The combination of stricter regulatory requirements, a volatile market and rising interest rates will necessarily have an impact on insurers’ investment strategies. Although there is no simple answer to these market conditions, Rémi Lamaud, solution expert, insurance management & ALM solutions at Ostrum AM, explains how portfolio allocation has to reviewed to respond to each insurer’s accounting objectives, asset-liability backing and socially responsible ESG investments.
Which key regulatory changes affecting insurers do asset managers need to adapt to?
Insurers’ accounting standards have changed significantly over the past few years. They are shifting away from using historical values for equities and amortised costs for bonds, and moving increasingly towards mark-to-market pricing. The move began with Solvency 2 and has been furthered by the IFRS 9 international accounting standard, which succeeded IAS 39. This trend has sharply increased balance sheet sensitivity to market shocks, which now implies taking the embedded volatility of assets into account. Beyond this major shift, it is also important to understand that insurers are facing a multi-referential environment, including French accounting norms, Solvency 2 regulations and the international IFRS 9 accounting standards.
What is the impact on asset management?
We have entered an even more multidimensional asset management scenario, which involves reconciling our view on the financial markets with regulatory requirements. Solvency 2 imposes more stringent regulatory capital requirements upon insurers when they include riskier assets in their allocations, while international standards impose greater volatility in financial statements and shareholders’ equity. Investment decisions must therefore take these three types of objectives into account. In response, we have built our own in-house PASS insurance investment platform, which enables us to manage these different aspects within a single proprietary system.
Has this complexity turned insurers away from the more volatile markets like equities?
It has meant that technical investment expertise has had to be fine-tuned, by drawing on high-performance analysis and simulation tools. Investment solutions are becoming increasingly complex and need to be adapted to insurers’ profiles and objectives. There are no standard model portfolios, as life insurers will not have the same investment horizon restraints as property & casualty insurers for example.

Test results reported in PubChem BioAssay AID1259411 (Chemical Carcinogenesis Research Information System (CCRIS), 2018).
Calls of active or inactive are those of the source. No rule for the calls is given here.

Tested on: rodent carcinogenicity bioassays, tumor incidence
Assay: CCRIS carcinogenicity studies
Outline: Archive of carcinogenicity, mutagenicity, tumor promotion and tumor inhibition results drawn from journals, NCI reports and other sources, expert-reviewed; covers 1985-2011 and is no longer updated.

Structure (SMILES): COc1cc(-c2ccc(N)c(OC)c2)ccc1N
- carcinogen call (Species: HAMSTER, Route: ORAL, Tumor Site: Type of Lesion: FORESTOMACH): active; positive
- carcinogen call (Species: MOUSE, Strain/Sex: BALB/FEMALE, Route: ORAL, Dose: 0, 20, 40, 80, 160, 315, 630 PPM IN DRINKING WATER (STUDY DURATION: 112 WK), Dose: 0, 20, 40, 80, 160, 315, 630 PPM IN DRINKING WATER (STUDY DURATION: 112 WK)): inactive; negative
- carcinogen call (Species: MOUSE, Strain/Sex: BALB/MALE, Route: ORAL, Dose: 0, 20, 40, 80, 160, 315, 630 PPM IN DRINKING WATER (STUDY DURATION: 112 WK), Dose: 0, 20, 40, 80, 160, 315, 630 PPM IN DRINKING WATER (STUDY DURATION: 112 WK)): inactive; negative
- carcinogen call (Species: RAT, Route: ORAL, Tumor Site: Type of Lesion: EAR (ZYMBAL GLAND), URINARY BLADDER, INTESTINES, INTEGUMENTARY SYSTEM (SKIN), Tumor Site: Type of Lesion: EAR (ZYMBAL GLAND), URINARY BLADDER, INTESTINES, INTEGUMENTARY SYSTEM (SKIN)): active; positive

At Ostrum AM, we have developed close relations with our insurance clients, in order to integrate their specific accounting, financial, regulatory and ESG objectives, and also to turn these factors into investment opportunities. Although insurers have not shunned the equity markets, chiefly due to their high returns and dividend yields, it is true that with these accounting changes, market volatility has led to asset reallocation within portfolios.
What solutions can you provide against equity market volatility and rising interest rates?
We are observing the sharp uptick in interest rates very closely. We are monitoring the pace and extent of the increase, compared to the inflation rate, and analysing different market scenarios. We are then putting hedging or protection strategies in place, based on whether our institutional investors prioritise accounting, regulatory or financial objectives. We are also proposing specific solutions aiming to limit portfolio volatility and increase their resilience against potential market shocks for example. These factors enable insurers to modify their equity or fixed-income weightings and their allocations within each of these asset classes.
What further changes could also impact insurance portfolio management strategies?
The most important issue is the joint implementation of IFRS 9 and IFRS 17 standards next year, which will lead to the application of new asset and liability accounting methods. One of the main points involves most assets having to be marked to market, including equities and non-vanilla bonds. The other key change covers allocation and investment processes, taking SRI factors into account and the associated multiple referential standards. Lastly, under Solvency 2, the symmetric adjustment mechanism will be widened, meaning that regulatory shocks will have an even greater impact on equities. We are already assessing the consequences of all of these factors with insurers.
Article published in Option Finance, May 2022
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None of the information contained in this document should be interpreted as having any contractual value. This document is produced purely for the purposes of providing indicative information. This document consists of a presentation created and prepared by Ostrum Asset Management based on sources it considers to be reliable. The analyses and opinions referenced herein represent the subjective views of the author(s) as referenced, are as of the date shown and are subject to change without prior notice. There can be no assurance that developments will transpire as may be forecasted in this material. This simulation was carried out for indicative purposes, on the basis of hypothetical investments, and does not constitute a contractual agreement from the part of Ostrum Asset Management. Under Ostrum Asset Management’s social responsibility policy, and in accordance with the treaties signed by the French government, the funds directly managed by Ostrum Asset Management do not invest in any company that manufactures, sells or stocks anti-personnel mines and cluster bombs.